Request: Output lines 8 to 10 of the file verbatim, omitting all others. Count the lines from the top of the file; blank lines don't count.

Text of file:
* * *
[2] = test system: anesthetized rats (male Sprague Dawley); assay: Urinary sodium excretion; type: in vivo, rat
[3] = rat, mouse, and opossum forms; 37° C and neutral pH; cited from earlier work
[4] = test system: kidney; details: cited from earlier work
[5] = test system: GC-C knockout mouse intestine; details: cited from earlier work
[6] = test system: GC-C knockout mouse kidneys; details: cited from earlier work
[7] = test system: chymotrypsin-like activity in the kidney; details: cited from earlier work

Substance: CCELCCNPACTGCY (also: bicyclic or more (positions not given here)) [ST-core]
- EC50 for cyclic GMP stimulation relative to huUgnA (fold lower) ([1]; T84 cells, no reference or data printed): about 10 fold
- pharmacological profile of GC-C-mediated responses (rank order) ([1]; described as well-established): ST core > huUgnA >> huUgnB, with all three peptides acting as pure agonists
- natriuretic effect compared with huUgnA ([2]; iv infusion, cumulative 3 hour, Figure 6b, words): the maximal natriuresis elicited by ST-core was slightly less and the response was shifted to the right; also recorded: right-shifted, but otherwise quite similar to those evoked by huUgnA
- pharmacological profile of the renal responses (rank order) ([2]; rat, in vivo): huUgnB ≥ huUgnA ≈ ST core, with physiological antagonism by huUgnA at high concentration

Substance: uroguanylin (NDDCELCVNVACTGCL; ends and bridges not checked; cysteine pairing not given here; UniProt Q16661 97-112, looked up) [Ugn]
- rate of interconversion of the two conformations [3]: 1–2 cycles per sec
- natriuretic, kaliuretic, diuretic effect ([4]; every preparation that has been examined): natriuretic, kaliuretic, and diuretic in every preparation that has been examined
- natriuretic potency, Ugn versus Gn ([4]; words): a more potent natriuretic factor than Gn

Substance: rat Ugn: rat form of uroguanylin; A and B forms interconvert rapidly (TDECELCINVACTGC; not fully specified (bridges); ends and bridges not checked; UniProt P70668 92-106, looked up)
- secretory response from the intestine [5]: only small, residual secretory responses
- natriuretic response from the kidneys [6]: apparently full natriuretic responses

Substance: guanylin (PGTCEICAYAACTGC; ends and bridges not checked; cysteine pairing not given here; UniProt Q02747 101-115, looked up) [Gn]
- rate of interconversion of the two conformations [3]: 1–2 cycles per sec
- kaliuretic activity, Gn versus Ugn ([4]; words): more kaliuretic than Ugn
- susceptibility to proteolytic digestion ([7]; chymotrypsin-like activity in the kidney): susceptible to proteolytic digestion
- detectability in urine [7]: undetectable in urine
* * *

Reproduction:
- EC50 for cyclic GMP stimulation relative to huUgnA (fold lower) ([1]; T84 cells, no reference or data printed): about 10 fold
- pharmacological profile of GC-C-mediated responses (rank order) ([1]; described as well-established): ST core > huUgnA >> huUgnB, with all three peptides acting as pure agonists
- natriuretic effect compared with huUgnA ([2]; iv infusion, cumulative 3 hour, Figure 6b, words): the maximal natriuresis elicited by ST-core was slightly less and the response was shifted to the right; also recorded: right-shifted, but otherwise quite similar to those evoked by huUgnA